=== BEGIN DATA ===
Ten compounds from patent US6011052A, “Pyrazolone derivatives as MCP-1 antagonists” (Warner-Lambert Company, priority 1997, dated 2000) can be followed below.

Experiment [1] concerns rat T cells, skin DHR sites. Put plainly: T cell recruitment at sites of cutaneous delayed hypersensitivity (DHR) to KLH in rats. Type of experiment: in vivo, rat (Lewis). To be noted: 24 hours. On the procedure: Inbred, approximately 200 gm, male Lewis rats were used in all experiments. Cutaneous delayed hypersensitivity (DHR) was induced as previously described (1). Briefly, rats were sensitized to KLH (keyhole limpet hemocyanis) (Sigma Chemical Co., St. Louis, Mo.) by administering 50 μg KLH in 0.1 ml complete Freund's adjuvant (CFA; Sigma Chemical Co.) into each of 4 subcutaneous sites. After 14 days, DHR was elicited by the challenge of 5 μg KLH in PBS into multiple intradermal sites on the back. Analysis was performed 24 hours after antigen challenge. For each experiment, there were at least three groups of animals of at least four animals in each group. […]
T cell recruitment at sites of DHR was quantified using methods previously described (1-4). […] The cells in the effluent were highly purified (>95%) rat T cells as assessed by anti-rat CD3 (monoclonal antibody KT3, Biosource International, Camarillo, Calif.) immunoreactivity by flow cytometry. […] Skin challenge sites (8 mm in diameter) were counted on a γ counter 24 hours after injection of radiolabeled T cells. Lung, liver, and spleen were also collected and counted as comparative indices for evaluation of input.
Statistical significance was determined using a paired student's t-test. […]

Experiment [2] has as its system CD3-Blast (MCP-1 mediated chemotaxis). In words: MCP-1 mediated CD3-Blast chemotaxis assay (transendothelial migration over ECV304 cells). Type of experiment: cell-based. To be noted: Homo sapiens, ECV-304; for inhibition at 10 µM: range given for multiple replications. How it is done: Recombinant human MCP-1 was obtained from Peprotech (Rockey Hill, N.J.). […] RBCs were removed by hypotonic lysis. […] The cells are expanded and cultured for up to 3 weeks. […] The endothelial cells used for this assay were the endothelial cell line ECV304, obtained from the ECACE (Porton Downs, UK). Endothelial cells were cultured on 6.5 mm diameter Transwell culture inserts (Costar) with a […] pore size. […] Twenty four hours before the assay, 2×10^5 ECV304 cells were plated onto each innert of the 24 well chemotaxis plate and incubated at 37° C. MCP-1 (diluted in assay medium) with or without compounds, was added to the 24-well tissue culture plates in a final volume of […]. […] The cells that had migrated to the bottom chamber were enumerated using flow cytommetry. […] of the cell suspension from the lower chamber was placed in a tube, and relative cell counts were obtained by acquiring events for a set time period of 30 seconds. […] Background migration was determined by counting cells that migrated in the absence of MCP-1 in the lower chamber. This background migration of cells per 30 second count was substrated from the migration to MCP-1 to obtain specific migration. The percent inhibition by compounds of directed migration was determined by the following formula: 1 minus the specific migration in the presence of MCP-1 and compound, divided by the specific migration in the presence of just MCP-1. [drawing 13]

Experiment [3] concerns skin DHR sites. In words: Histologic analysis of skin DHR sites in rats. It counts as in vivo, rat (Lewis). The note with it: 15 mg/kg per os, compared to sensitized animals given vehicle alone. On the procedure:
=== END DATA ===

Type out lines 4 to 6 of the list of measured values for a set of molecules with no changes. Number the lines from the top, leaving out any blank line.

Statistical significance was determined using a paired student's t-test. […]

Experiment [2] has as its system CD3-Blast (MCP-1 mediated chemotaxis). In words: MCP-1 mediated CD3-Blast chemotaxis assay (transendothelial migration over ECV304 cells). Type of experiment: cell-based. To be noted: Homo sapiens, ECV-304; for inhibition at 10 µM: range given for multiple replications. How it is done: Recombinant human MCP-1 was obtained from Peprotech (Rockey Hill, N.J.). […] RBCs were removed by hypotonic lysis. […] The cells are expanded and cultured for up to 3 weeks. […] The endothelial cells used for this assay were the endothelial cell line ECV304, obtained from the ECACE (Porton Downs, UK). Endothelial cells were cultured on 6.5 mm diameter Transwell culture inserts (Costar) with a […] pore size. […] Twenty four hours before the assay, 2×10^5 ECV304 cells were plated onto each innert of the 24 well chemotaxis plate and incubated at 37° C. MCP-1 (diluted in assay medium) with or without compounds, was added to the 24-well tissue culture plates in a final volume of […]. […] The cells that had migrated to the bottom chamber were enumerated using flow cytommetry. […] of the cell suspension from the lower chamber was placed in a tube, and relative cell counts were obtained by acquiring events for a set time period of 30 seconds. […] Background migration was determined by counting cells that migrated in the absence of MCP-1 in the lower chamber. This background migration of cells per 30 second count was substrated from the migration to MCP-1 to obtain specific migration. The percent inhibition by compounds of directed migration was determined by the following formula: 1 minus the specific migration in the presence of MCP-1 and compound, divided by the specific migration in the presence of just MCP-1. [drawing 13]

Experiment [3] concerns skin DHR sites. In words: Histologic analysis of skin DHR sites in rats. It counts as in vivo, rat (Lewis). The note with it: 15 mg/kg per os, compared to sensitized animals given vehicle alone. On the procedure: